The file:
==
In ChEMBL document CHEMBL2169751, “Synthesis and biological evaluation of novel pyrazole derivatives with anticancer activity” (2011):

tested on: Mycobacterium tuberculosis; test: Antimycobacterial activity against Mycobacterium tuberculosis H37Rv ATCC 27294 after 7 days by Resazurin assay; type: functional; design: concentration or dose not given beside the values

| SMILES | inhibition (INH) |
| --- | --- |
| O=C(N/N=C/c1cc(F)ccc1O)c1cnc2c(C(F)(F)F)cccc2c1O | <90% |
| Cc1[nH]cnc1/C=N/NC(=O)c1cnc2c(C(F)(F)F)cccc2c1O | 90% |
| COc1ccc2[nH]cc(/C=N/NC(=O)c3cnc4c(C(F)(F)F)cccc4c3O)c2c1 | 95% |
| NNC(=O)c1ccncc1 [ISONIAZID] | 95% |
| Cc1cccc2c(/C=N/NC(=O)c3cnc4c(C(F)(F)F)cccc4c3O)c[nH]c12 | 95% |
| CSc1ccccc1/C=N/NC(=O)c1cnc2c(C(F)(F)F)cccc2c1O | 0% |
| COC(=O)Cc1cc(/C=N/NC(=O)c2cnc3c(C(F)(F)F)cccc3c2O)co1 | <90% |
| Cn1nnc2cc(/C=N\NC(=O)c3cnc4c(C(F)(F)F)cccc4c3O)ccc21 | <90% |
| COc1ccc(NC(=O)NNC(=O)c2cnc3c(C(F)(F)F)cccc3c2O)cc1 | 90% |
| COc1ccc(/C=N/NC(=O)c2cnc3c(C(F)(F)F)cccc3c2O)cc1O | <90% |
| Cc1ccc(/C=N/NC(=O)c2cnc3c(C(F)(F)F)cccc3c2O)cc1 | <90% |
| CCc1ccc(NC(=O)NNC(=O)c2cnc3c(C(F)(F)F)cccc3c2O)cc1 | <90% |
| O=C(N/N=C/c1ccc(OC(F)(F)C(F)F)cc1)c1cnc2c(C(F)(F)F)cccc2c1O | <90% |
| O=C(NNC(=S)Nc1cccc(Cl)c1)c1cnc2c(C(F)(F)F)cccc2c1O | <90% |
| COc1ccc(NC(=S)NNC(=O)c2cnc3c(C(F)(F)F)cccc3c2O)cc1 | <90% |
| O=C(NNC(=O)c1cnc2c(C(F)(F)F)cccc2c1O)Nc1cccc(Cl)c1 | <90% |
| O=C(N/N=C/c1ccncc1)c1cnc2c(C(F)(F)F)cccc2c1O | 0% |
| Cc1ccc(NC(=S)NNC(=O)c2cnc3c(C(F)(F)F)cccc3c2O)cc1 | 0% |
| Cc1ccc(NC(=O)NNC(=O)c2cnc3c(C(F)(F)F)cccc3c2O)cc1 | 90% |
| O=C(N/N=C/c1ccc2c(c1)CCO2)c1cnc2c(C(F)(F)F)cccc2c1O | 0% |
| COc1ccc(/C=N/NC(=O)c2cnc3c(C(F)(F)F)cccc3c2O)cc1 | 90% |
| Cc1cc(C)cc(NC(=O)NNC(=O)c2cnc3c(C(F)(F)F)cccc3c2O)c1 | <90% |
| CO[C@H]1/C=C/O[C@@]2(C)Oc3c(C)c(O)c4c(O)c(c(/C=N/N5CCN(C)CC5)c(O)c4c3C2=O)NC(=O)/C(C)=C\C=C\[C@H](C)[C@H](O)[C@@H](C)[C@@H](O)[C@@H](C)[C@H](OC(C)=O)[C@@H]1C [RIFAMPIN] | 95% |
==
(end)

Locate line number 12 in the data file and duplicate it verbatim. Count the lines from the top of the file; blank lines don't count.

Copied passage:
| Cn1nnc2cc(/C=N\NC(=O)c3cnc4c(C(F)(F)F)cccc4c3O)ccc21 | <90% |